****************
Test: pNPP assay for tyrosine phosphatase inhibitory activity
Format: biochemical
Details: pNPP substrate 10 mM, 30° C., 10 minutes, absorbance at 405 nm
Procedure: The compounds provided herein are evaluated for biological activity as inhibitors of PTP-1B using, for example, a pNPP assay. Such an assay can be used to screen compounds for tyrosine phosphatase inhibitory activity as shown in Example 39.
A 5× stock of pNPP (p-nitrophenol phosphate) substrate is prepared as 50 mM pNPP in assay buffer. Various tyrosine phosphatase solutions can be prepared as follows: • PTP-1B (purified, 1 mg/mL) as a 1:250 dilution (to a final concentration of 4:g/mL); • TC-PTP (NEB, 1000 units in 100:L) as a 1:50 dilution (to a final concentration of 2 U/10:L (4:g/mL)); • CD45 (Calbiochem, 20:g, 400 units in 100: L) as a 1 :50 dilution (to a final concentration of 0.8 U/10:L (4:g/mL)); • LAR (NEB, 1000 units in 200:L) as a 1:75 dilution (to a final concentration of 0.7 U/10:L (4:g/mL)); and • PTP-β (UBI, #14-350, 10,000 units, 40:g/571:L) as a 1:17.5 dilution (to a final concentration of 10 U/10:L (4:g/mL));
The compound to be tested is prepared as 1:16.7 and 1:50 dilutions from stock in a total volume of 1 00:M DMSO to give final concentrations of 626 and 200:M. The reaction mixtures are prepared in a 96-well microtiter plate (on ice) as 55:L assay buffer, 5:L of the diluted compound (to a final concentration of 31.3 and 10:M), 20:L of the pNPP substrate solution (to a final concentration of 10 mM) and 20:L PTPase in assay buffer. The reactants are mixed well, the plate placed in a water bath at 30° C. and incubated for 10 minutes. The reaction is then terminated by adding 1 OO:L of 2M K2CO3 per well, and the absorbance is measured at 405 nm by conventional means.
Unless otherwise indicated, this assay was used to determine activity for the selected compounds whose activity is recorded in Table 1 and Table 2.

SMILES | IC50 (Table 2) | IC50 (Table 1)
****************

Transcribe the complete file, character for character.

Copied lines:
Test: pNPP assay for tyrosine phosphatase inhibitory activity
Format: biochemical
Details: pNPP substrate 10 mM, 30° C., 10 minutes, absorbance at 405 nm
Procedure: The compounds provided herein are evaluated for biological activity as inhibitors of PTP-1B using, for example, a pNPP assay. Such an assay can be used to screen compounds for tyrosine phosphatase inhibitory activity as shown in Example 39.
A 5× stock of pNPP (p-nitrophenol phosphate) substrate is prepared as 50 mM pNPP in assay buffer. Various tyrosine phosphatase solutions can be prepared as follows: • PTP-1B (purified, 1 mg/mL) as a 1:250 dilution (to a final concentration of 4:g/mL); • TC-PTP (NEB, 1000 units in 100:L) as a 1:50 dilution (to a final concentration of 2 U/10:L (4:g/mL)); • CD45 (Calbiochem, 20:g, 400 units in 100: L) as a 1 :50 dilution (to a final concentration of 0.8 U/10:L (4:g/mL)); • LAR (NEB, 1000 units in 200:L) as a 1:75 dilution (to a final concentration of 0.7 U/10:L (4:g/mL)); and • PTP-β (UBI, #14-350, 10,000 units, 40:g/571:L) as a 1:17.5 dilution (to a final concentration of 10 U/10:L (4:g/mL));
The compound to be tested is prepared as 1:16.7 and 1:50 dilutions from stock in a total volume of 1 00:M DMSO to give final concentrations of 626 and 200:M. The reaction mixtures are prepared in a 96-well microtiter plate (on ice) as 55:L assay buffer, 5:L of the diluted compound (to a final concentration of 31.3 and 10:M), 20:L of the pNPP substrate solution (to a final concentration of 10 mM) and 20:L PTPase in assay buffer. The reactants are mixed well, the plate placed in a water bath at 30° C. and incubated for 10 minutes. The reaction is then terminated by adding 1 OO:L of 2M K2CO3 per well, and the absorbance is measured at 405 nm by conventional means.
Unless otherwise indicated, this assay was used to determine activity for the selected compounds whose activity is recorded in Table 1 and Table 2.

SMILES | IC50 (Table 2) | IC50 (Table 1)